In Search of Cambodia’s Joan Sutherland
by Graham Earnshaw
This Cambodian story begins, believe it or not, with the American guitarist Pat Metheny, one of the world’s best jazz musicians. When he performed in Hong Kong in August 1992, I had an opportunity to talk to him about his new album, Secret Story, which includes as its first track a piece based on music credited to the Cambodian Royal Palace Female Choir. The Khmer singing on the track is hauntingly beautiful with a feel and inflection that by coincidence is quite bluesy. Thanks to Metheny’s re-working of this melody, the glory of Khmer classical music, slightly re-packaged, were given wider exposure than ever before.
I asked Metheny about the Cambodian music, and he said he had heard it at some point and decided to use it, but had no idea of its origin or meaning. Having an opportunity to visit Cambodia, and being a serious Metheny fan, I decided to try to fill in the gaps.
My excuse for this trip was the formal opening of the Phnom Penh bureau of the news agency I worked for in a comfortable, roomy villa at the splendid address 59B, Lenin Boulevard.
Phnom Penh had changed enormously in the six months since I was last there – busier, more congested. But the charming French-built aspect of the city was still there too in the tree-lined boulevards, the dilapidated old villas, and the excellent French bread. The city was a mess of course. But at least it was crowded again – it was hard to believe it had been a ghost town just 13 years ago under the Khmer Rouge. Everyone had a heart-tearing tale to tell about how their families were pulled apart or killed during the Pol Pot years. The best story was how the Khmer Rouge, to indicate their contempt for capitalism, blew up the state bank soon after their victory in 1975 and the sky rained banknotes for days.
The United Nations was now the most powerful organisation in Phnom Penh, and with the influx of thousands of U.N. personnel, each with 160 dollars a day per diem to spend, it was also the mainstay of the burgeoning Cambodian economy. The streets were filled with U.N. four-wheel drives. It was a real cowboy town. Troops from Ghana rubbed shoulders with Cambodian cyclo drivers, Japanese military police and Bulgarian police inspectors. There was no real law except for the U.N. On the road into town from the airport, our taxi was scraped badly on the side by a local police truck, the driver of which was clearly at fault. The Cambodian policemen laughed, our taxi-driver kept moving.
I had a copy of Metheny’s song with me and hoped to track down the choir, although there was no telling what had happened to them, especially given the barbarity of the Pol Pot regime in the late 1970s during which thousands of intellectuals and artists were summarily executed.
First stop was Phnom Penh’s University of Fine Arts, a collection of run-down buildings surrounded by mud. I played the Metheny tape for a young staff member in the dean’s office, who recognised it immediately as a piece of religious music. He said he thought it had been recorded about 1960. I asked if any of the singers were still alive, and he promised to arrange for three of them to come the following morning at 8am to hear the tape.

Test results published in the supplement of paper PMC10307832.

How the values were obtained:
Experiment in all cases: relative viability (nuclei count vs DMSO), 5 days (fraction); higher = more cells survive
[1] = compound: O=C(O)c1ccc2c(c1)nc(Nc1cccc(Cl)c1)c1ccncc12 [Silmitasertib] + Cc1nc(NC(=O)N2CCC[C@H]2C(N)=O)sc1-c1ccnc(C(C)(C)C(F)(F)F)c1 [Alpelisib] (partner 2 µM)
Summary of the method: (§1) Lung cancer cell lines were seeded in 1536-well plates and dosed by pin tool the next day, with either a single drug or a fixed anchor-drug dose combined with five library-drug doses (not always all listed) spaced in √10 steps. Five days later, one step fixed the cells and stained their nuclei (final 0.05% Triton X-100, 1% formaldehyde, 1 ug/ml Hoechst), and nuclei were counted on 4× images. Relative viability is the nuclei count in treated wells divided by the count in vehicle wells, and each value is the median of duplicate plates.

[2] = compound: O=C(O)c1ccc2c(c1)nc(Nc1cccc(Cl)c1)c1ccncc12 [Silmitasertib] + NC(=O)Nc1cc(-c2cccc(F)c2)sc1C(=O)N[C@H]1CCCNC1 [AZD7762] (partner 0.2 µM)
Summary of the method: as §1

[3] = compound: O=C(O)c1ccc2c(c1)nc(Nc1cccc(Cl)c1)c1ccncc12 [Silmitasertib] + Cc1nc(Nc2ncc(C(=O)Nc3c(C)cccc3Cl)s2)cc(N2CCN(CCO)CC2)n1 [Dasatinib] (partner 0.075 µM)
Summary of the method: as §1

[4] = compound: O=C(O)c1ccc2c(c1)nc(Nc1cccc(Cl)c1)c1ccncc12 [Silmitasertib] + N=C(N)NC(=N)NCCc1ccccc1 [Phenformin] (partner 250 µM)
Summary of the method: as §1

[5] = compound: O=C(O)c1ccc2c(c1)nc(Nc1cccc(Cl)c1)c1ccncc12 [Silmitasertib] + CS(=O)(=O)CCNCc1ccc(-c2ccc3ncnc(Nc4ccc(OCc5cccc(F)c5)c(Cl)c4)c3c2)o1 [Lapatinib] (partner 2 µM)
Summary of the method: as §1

Back at the bureau, there was some excitement – a key road bridge about 70 km north of Phnom Penh had been blown up, and it was assumed that it was the Khmer Rouge thumbing their noses at the U.N. It seemed like a fitting moment to go and visit the “Killing Fields”, the mass graves of some of the Khmer Rouge’s victims about 20 km outside the city.
Pol Pot’s people killed and buried around 20 000 people here during their four-year reign of terror in the late 1970s. A commemorative stupa dominating the fields contains 8,000 skulls, divided up in gender and age groups. Most have either long gashes on the side, caused by an axe blow, or a hole from the jab of a steel spike. The barbarity of it is sickening. As you walk round the excavated grave pits, you can kick loose teeth and buttons lying in the dust. There are leg bones sticking up out of the ground, and bits of clothing working their way to the surface. To one side is a tree and a pit in which was found the remains of more than 100 children. The guide said the smaller children were picked up by the ankles and smashed against the tree, then dumped into the pit. History teaches nothing.
But the guide said the peasants who tend the rice and the cattle nearby have no hesitation about spending the night there when necessary. “There are no ghosts here,” he said, almost in surprise. “They sleep very peacefully.”
Incredibly, the people who did this were still out there, a part of the Cambodian political game. But then, there are no absolute goodies in the Cambodian political mess, it’s all just a matter of degree.
The local experts said there’s no way of knowing what’s going to happen in Cambodia, and the smart businessmen were doing deals which involved quick return on investment. But between the Thai trading companies, the bordello bosses from Vietnam, and the Chinese businessmen from everywhere, there was a lot of money rattling around in Cambodia. You could grab a slice of it if you were willing to bear the risk.
A Swiss chef from Bangkok had moved his entire operation including Thai waiters and waitresses to Phnom Penh, and had opened a large restaurant downtown close to the dome-shaped central market. The food was excellent (particularly the chocolate fudge cake), and business was booming. There were also a growing number of foreigner-run clubs and bars, with names like Cafe No Problem, the Minefield and the Gekko Club.
And in spite of the political uncertainties, the corruption, the traffic jams and the air pollution, Cambodians seemed to have a growing sense of hope in the future, something they had lacked for a long time.
After one dinner, we went with Serge, a flamboyant Corsican photographer with an award-winning handlebar moustache, to his favorite nightspot, a wooden hut on a back street which served as a bar/restaurant/whorehouse. The roof leaked copiously when it rained, the walls were adorned with pictures of white weddings, and in the centre of the room was a Christmas tree. The girls, the mamasan and the old cook were all from Vietnam, as were the guys who ran them and collected half the cash they earned. We ate melon seeds, and had a few drinks, and there was a power cut. Serge stretched out on his canvas chair in the flickering shadows next to the Christmas tree. “Ah,” he sighed, “this is the real Phnom Penh.”
The next morning, I went back to the Fine Arts University with Serge and an interpreter from the foreign ministry, and we inquired again about the singers. There appeared to be no knowledge of our previous visit, but an official took us to a room where a dozen young girls were in the middle of their rigorous training in traditional Cambodian dance, which like Thai and Balinese dancing is based on delicate hand and body movements requiring years to master and a suppleness of body that western ballet dancers can only dream of.